Friday, December 31, 2004

For over twenty years southern Sudan has been at war with the government in Khartoum. But, for the most part, you never heard about it in the news. Every tiny skirmish in Israel and Palestine gets covered in detail in the press, but this is Africa and nobody cares. Now that it looks like there might actually be peace in southern Sudan the media has decided to cover it.

Meanwhile, the fighting in Sudan is not over. The situation in Darfur is getting worse every day. Aid agencies are now saying that they are not going to be able to get those in desperate need because it is too dangerous. People have no real understanding of what is really going on in Darfur, because we are woefully uninformed about governments in Africa.

The end of the war in the south and the start of the violence in Darfur are not unrelated. But because we are so insistant on seeing every problem in Africa as tribal squabbles rather than political disputes, we don't see the connection. It is not just a matter of getting the government in Khartoum to pull back the jangaweed. The rebellion started in Darfur because of legitimate concerns about how people are treated by their government. The fact that the government reacted by unleashing an armed militia says about everything that needs to be said. Even if the violence stops and the government strikes a deal with the rebels in Darfur, this is not going to resolve the underlying problems of Sudan.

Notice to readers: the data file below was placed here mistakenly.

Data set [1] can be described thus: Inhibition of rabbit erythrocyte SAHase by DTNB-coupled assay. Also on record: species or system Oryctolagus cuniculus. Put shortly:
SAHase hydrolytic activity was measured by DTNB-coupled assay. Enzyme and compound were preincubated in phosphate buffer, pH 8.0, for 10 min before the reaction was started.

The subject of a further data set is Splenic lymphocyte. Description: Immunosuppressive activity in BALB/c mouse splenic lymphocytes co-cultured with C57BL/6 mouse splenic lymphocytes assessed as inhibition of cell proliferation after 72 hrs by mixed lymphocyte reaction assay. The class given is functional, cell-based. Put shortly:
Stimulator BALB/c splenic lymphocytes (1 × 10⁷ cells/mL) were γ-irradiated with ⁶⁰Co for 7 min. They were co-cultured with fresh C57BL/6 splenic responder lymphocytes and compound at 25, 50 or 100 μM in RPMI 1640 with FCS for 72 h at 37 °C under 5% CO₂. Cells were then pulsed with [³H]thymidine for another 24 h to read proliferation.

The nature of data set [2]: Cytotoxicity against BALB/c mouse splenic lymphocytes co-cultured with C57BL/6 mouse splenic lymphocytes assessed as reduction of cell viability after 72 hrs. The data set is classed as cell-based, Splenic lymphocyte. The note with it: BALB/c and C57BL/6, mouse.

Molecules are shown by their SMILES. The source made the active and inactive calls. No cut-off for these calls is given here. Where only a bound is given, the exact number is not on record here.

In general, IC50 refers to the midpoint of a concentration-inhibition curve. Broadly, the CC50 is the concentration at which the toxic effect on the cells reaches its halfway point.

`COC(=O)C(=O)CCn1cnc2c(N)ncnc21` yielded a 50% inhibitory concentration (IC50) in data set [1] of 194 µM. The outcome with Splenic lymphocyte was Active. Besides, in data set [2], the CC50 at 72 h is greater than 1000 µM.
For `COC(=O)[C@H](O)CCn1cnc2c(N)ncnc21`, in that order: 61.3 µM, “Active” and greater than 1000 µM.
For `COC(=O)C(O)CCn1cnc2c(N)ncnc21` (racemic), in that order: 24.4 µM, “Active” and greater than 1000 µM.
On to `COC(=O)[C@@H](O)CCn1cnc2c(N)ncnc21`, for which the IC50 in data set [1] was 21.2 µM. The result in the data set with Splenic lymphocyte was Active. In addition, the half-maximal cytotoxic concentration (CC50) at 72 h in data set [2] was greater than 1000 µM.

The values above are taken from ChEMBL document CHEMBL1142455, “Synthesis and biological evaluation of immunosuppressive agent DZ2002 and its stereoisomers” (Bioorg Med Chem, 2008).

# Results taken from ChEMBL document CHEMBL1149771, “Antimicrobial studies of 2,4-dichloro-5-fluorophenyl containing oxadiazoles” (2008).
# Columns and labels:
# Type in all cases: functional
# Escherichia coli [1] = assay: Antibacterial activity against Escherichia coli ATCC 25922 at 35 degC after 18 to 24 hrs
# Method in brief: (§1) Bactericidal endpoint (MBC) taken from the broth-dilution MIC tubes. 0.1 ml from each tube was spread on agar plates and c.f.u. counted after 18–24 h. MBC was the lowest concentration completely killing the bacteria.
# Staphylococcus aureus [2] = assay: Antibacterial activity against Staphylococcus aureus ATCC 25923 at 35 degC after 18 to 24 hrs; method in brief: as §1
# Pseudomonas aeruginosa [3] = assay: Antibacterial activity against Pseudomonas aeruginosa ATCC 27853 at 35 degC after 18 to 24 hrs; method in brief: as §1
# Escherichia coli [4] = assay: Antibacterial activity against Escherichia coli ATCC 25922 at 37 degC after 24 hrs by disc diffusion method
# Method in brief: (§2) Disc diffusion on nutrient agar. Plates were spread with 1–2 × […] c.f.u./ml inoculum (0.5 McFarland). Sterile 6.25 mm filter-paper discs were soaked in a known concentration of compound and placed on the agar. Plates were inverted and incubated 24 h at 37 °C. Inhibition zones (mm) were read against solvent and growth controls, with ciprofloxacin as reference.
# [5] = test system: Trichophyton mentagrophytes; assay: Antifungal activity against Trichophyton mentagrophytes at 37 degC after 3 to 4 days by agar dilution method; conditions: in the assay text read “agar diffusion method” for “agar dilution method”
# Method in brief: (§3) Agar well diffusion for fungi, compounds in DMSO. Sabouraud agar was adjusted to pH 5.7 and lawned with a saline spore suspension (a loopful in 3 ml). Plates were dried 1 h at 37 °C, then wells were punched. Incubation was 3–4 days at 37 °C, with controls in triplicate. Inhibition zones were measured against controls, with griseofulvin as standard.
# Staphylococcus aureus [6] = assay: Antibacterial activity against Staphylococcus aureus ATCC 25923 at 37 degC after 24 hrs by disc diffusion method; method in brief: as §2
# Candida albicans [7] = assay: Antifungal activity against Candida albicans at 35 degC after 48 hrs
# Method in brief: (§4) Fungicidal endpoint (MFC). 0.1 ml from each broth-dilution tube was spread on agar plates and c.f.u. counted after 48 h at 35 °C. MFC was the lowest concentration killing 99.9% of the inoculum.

Democracy is possible in Africa, just as it is possible everywhere else on Earth. Legimitate functioning democracy, where the government represents all of the people is the only way to prevent future wars from occuring. If we don't put our energies into helping countries like Sudan make the transition, we are going to be putting it into cleaning up the mess of wars and genocides forever.

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